18 May 2019

Poblacion's Semana Santa Preparations (Circa Last April)

A splendidly painted backdrop by the samahang Alpha Spirits.

Before being dubbed "Williamsburgos", Poblacion was often referred to as "Old Makati" (the way we refer to Escolta and etc. as "Old Manila"), with its centuries-old church, wet market, and old homes. I was delighted to find out, rather belatedly, that Semana Santa or Holy Week in Poblacion is a super big deal not just for its residents but for devotees from all over the metropolis, who make their way here each year to view and participate in the procession and pabasa. I am fascinated by it all, but am actually late to the game of appreciating religious celebrations, so I hope you forgive me if I have inaccuracies or incomplete information.

Each neighborhood is loosely organized into a samahan (association) that builds and manages a kubol (literally, a kind of temporary shelter or booth) each with its own unique religious statue (or two). The kubol is actually a tableau that is to be part of the kalbaryo, a procession narrating Jesus' journey of suffering up until his crucifixion and burial. You will find constructed scenery of differing quality, sometimes just a single printed tarp as background, other times, an elaborate, perya-horror-house levels.

Everybody gathers around to watch the kubol construction.

The kubol is also the site of a kind of marathon pabasa–literally a "reading" of the pasyon, Jesus' life and suffering rendered into Philippine epic narrative form. It is generally read from a book and sung to some tunes commonly used for the purpose (most are played over speakers in MIDI form). The pabasa is activated on Holy Wedesnday (when a procession places a crucifix in each kubol) and ends on Good Friday. I heard that our local parish priest had called out in a disparaging manner that some people use recordings of the pasyon instead of actually singing or reciting it. Interesting how a syncretic element has become something of importance to the Church institution itself!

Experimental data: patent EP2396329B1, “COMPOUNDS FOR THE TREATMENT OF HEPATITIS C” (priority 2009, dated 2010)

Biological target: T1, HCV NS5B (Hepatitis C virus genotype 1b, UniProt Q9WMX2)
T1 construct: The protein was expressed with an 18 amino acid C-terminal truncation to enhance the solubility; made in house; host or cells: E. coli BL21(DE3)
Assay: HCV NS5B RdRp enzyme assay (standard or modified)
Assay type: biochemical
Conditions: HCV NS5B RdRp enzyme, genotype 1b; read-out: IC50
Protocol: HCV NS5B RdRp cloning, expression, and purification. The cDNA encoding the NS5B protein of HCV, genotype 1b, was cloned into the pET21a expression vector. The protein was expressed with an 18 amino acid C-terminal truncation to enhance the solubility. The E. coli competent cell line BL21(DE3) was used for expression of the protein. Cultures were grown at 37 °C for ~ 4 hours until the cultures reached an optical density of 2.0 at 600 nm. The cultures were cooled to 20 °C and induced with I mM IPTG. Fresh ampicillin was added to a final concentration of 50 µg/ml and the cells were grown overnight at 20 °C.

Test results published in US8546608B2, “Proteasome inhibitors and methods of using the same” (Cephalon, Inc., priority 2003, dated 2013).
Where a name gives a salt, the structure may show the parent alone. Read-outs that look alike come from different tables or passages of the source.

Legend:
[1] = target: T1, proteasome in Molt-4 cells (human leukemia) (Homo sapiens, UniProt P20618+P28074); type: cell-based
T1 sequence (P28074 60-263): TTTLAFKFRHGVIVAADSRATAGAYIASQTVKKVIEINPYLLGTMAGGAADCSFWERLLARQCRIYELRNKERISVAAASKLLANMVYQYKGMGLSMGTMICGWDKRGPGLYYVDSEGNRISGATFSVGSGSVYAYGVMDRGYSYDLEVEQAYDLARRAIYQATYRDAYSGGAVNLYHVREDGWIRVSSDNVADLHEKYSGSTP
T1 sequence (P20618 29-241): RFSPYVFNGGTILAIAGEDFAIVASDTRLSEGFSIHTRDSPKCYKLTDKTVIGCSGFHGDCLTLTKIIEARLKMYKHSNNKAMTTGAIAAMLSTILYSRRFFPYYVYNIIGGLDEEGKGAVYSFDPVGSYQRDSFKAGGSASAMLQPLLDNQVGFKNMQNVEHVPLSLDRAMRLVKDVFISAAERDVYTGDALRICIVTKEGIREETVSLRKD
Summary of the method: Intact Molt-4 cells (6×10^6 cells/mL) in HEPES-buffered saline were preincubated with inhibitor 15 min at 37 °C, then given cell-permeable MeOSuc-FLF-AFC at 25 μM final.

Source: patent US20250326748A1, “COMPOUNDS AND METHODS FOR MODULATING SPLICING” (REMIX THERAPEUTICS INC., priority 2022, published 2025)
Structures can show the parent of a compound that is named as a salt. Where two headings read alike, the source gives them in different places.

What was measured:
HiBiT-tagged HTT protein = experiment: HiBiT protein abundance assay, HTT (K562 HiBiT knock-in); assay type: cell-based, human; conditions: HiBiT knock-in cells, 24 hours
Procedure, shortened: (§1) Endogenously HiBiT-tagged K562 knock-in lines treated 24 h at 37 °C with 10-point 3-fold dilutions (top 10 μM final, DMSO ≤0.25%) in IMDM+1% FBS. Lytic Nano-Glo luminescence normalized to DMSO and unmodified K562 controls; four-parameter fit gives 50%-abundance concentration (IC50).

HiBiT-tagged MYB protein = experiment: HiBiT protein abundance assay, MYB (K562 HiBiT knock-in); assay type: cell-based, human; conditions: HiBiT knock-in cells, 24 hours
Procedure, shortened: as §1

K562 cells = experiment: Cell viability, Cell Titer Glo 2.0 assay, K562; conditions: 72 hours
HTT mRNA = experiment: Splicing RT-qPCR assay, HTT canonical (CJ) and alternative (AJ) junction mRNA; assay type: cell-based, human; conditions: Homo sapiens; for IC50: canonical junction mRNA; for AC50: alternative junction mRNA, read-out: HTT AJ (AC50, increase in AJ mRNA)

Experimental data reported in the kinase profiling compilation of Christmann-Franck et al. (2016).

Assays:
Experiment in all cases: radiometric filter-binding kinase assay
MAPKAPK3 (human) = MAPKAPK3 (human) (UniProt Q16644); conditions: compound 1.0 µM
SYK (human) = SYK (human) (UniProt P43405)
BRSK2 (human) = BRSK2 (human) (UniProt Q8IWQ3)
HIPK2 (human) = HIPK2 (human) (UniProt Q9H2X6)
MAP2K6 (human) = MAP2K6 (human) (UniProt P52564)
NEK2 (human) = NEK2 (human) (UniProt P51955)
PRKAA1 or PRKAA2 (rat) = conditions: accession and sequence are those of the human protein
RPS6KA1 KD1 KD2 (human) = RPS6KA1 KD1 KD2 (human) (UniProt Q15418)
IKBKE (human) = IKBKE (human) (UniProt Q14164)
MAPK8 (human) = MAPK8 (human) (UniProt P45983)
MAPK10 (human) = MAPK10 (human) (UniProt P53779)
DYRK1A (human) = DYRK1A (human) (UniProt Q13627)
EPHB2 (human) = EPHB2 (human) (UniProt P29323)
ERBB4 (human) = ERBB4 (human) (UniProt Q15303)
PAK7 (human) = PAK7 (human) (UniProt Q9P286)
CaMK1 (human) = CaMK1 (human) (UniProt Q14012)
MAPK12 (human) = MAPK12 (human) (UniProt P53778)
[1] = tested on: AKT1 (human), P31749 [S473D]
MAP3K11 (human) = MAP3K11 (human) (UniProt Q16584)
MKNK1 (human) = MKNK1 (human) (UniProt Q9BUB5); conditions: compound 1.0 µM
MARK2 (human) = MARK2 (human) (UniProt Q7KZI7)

The pasyon "songbook". The text at the bottom states: "The path of the Lord is the path of love".
In the days leading up to Holy Wednesday, a fiesta-like atmosphere prevails. Streets are closed off, residents loiter around both the construction of the kubol and the decorations of carriages that will ferry the statues around during Holy Friday procession. But even before either the processions or pabasa begin, some casual drinking and loafing occurs at the newly "opened up" chunks of public space. There are always opinions being flung around about this floral arrangement or the color of some faux rocks.

Solicitations also abound at this time for things like construction materials, official samahan t-shirts, and refreshments for devotees burning the midnight oil at the pabasa. Our local samahan promised, in exchange for our donation, unli-coffee and the privilege to hang around anytime. And because Holy Week this year came right before the mid-term elections, mayoral and konsehal candidates topped the handwritten lists of donations that hung at almost every kubol, a soft form of campaigning achieved by donating around Php500-Php2,500.

Failed mayoral candidate Jun-Jun Binay tops this list of donors.

13 May 2019

Kamuning Branches for a Kalbaryo

A week before Semana Santa or Holy Week this year, a couple of men began pruning our neighbor's kamuning (orange jessamine) shrub. I stepped out to "salvage" some fragrant flowers and have a chat with them. I learned that every year they prune the tree free of charge, using the hardy citrus-like foliage to dress up their neighborhood kalbaryo in Mandalauyong.

Kamuning branches.


Abandoned nest.
I also got some kamuning fruit.

16 July 2018

Breakfast at Portabaga Falls, Santa Praxedes

Everything extremely fresh: sautéed-yet-tender eggplant, a fried egg (the way I like it the few times I have it––devoid of runniness), with tomatoes that were slightly tart and not savory.
Along the 5+ hour drive from Tuguegarao to the Santa Praxedes multipurpose hall (basketball court), we stopped at Portabaga Falls for a government-sponsored breakfast

It turned out to be a "pescetarian" spread––fried eggplant topped with those bright red northerly tomatoes, fried eggs, and some small fried fish (dilis). Literally a lighter, coastal version of the heavy meat-centric rice-and-beef versions that are usually available along the roadsides in the province. Save for the fish, everything was probably a tinge less savory than one would expect, but that is always remedied by the available sawsawan (this time it was soy sauce with vinegar).